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In these days where it may seem impossible to get a foot on the property ladder, parents and grandparents are increasingly helping their children and grandchildren to become homeowners.

1. The Bank of Mum and Dad  

The term “Bank of Mum & Dad” (“BMD” for short) has become increasingly more widespread as properties become less affordable and adult children need to turn increasingly to parents (and grandparents) for financial help when buying a home.

According to Legal & General, BMD probably provided £6.5 billion to help adult children buy their own property in 2017, assisting with the purchase of £75 billion worth of property,  making it the equivalent of a top 10 mortgage lender. 

BMD has become flush with funds thanks to a huge property boom since the 1970s – punctuated here and there by the odd crash or downturn.

Government help to buy (government financial help for first time buyers)
More help from the government (right to buy, right to acquire and shared ownership)


2. Ways BMD parents can help

BMD parents can help their children by:

  • Giving them a house deposit from their savings or investments
  • Raising a deposit for them relying on their home or another property they own
  • Purchasing with them on a joint purchase basis.

50 Ways To Put Together A Deposit in 6 Months

3. Using a property to raise a deposit 

There are at least 7 ways parents can use a property they own to raise a large lump sum to help an off-spring to buy their own home:    

  • Sell a property. This can be the parent’s home or it could be a second or investment property they own.
  • Add value to a property – for instance by refurbishment, and then realise the value added by selling, mortgaging or remortgaging
  • Mortgage a property that is free of mortgage
  • Remortgage a property – taking out the existing mortgage and replacing it with a mortgage for a higher amount, with the extra funds being used to fund a purchase.
  • Obtain a second mortgage. Keep the existing mortgage in place and take out a second mortgage to raise the funds needed to fund a purchase 
  • Get a further advance. Add on additional borrowing to the existing mortgage.
  • Use equity release. Release some of the equity in a residential  property, typically repaying the amount borrowed at a later date such as when the parent moves or dies.

Buying a property fast (wacky and wicked ways to raise a deposit)
Say no to being a tenant forever (how you can escape the tenant trap)
Property buyer newbie (explains the basic steps when buying)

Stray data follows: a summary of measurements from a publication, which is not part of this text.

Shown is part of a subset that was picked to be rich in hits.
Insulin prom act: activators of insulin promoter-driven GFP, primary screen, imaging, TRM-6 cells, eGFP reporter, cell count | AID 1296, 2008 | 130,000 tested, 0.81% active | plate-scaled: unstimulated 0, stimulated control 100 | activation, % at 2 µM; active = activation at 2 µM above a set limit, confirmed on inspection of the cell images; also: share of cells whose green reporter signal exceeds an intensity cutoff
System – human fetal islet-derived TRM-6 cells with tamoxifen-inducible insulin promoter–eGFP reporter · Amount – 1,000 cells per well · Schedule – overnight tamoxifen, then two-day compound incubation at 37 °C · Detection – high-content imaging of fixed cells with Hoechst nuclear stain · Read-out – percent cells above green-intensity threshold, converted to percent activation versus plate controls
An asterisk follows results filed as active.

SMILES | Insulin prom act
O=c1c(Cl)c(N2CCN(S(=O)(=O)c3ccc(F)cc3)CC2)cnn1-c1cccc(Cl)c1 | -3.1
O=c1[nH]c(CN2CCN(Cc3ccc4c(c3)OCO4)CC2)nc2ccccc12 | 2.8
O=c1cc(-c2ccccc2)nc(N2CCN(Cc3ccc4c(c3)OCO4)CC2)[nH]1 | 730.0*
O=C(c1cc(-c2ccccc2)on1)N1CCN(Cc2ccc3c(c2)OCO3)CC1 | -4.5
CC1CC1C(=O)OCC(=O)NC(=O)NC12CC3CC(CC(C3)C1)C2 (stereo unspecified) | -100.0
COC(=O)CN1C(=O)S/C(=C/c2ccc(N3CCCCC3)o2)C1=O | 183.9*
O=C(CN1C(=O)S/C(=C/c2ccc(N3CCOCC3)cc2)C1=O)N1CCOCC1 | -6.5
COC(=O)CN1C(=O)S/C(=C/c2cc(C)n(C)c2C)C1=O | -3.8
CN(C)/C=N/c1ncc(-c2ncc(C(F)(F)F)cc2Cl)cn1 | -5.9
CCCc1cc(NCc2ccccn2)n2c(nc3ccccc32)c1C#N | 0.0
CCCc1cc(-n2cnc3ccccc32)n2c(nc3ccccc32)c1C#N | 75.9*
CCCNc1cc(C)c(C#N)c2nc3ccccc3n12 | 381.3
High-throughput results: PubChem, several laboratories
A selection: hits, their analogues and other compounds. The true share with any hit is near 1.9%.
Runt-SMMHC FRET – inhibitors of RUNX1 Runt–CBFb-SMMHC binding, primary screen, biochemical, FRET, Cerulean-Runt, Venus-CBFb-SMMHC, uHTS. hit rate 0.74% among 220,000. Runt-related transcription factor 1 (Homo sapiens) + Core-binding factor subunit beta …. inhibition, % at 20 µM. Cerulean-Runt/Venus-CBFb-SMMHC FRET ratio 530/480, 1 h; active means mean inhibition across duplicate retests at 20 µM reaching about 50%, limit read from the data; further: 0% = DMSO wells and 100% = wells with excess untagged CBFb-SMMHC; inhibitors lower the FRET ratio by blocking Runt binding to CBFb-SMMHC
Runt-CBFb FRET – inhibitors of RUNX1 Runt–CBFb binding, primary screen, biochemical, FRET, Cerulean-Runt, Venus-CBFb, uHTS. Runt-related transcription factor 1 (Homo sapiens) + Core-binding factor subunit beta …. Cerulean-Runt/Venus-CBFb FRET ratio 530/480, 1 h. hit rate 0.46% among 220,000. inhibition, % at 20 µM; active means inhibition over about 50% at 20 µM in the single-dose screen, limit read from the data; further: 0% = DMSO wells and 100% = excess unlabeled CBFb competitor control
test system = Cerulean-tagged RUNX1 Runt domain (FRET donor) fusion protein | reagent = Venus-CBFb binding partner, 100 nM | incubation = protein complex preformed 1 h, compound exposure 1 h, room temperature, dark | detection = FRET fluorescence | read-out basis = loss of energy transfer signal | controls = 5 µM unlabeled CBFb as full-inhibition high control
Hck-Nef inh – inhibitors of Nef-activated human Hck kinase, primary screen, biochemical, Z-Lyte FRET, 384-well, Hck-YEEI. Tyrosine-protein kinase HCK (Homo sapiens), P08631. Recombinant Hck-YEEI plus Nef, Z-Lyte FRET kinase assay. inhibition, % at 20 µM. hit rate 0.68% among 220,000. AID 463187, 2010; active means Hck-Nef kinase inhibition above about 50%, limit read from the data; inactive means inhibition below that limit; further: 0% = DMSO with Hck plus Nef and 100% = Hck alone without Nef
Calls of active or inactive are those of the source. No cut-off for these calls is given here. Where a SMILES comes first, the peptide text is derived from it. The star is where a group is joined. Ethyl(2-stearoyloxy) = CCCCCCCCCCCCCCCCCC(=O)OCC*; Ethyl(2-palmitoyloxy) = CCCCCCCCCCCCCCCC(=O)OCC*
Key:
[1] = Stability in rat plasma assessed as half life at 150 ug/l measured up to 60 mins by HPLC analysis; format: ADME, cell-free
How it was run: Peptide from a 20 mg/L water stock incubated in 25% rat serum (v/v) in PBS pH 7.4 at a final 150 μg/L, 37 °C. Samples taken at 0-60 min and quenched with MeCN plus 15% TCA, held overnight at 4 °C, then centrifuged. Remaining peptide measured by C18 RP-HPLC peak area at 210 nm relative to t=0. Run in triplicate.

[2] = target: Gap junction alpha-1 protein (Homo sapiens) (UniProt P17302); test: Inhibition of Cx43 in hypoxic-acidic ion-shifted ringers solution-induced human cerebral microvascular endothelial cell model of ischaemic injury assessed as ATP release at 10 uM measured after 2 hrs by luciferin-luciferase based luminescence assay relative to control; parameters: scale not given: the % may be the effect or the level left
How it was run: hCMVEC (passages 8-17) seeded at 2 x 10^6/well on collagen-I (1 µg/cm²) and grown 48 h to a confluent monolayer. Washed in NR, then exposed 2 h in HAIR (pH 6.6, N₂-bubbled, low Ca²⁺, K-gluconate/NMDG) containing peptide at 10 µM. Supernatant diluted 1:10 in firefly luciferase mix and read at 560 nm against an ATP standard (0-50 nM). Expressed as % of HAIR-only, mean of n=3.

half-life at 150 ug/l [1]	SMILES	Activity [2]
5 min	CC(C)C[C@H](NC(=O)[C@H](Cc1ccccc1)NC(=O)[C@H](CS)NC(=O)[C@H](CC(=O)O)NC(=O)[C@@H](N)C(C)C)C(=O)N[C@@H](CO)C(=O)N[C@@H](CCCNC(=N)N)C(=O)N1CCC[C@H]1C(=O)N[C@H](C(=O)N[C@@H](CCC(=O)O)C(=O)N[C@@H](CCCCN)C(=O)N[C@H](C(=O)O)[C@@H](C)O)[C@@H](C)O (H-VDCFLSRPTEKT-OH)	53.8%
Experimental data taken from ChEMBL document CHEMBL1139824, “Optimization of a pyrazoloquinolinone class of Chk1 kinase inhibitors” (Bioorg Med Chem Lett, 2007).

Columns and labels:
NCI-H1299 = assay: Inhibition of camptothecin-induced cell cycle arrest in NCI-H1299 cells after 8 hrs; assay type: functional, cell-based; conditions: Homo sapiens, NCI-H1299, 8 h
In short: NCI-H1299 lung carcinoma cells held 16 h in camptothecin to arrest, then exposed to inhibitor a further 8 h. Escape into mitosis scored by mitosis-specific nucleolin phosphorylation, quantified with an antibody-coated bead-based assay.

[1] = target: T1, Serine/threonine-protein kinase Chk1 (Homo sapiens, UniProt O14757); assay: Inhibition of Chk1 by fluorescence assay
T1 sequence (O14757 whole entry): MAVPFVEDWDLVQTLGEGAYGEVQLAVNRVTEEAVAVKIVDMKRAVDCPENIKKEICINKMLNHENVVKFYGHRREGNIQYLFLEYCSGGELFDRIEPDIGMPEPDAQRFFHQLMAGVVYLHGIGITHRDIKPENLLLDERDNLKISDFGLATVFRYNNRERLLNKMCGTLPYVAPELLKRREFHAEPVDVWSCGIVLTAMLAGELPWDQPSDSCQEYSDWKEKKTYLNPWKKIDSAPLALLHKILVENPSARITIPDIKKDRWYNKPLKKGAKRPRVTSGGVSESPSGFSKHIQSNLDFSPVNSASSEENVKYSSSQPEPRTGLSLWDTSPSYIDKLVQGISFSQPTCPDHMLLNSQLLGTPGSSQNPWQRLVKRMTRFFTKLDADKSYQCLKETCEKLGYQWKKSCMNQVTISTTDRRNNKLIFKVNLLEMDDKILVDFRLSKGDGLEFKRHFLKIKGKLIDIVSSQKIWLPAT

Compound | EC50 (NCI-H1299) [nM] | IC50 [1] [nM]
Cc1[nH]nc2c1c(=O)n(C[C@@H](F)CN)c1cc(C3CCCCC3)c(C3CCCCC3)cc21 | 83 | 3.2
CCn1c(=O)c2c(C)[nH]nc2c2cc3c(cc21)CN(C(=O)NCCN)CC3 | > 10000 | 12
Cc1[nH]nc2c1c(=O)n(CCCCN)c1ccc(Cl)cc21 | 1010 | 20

4. Important considerations for parents and children 

Parents and children alike should look at any arrangement in a business-like manner, with full consideration of the practical, legal and tax implications of any action.

If BMD is providing a lump sum from savings, will it be a gift or a loan? If a loan, how long for and will interest be payable? What will be the impact in terms of income tax, capital gains tax and inheritance tax?

If BMD is providing funds through the use of a property, what are the pros and cons of the available options and which option seems best in all the circumstances?

If the two sides are looking to buy on a joint ownership basis, carefully assess the advantages and disadvantages of doing so: practical, monetary and taxation.

Once both sides have decided “what they want to do”, they should seek professional advice – legal and financial – to work out the best way to go about things so as to minimise risks, difficulties or disputes  going forward.

Is getting a mortgage easy? (exposes the secrets of getting a mortgage)
My first property (basic stuff first time buyers must know)
Raising a deposit (14 common ways to bag a deposit with ease)


5. Making the case 

If you are the offspring hoping to persuade your parents to help you out, there are four main lines of argument you can take:

  • Early legacy – the lump sum to you can be seen as early payment of a legacy you may receive eventually
  • Tax – a gift to you may be tax efficient
  • Practical – help with your deposit is a great way to get you to leave home
  • Moral – help with your deposit is an admirable way to fulfil parental duties and obligations!

Generally it is a good strategy to identify and emphasise any possible  gain or benefit to your parents. Don’t feel reluctant to draw to their attention any gain, advantage or point of self-interest in their favour. 

Are you a “banker” at BMD?  Are you a “borrower” looking to raise your deposit with the help of BMD? What are your thoughts, concerns or experiences? Do you wish to share? Please leave your comments below.

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Dalton Barrett
Rebel Property Coach

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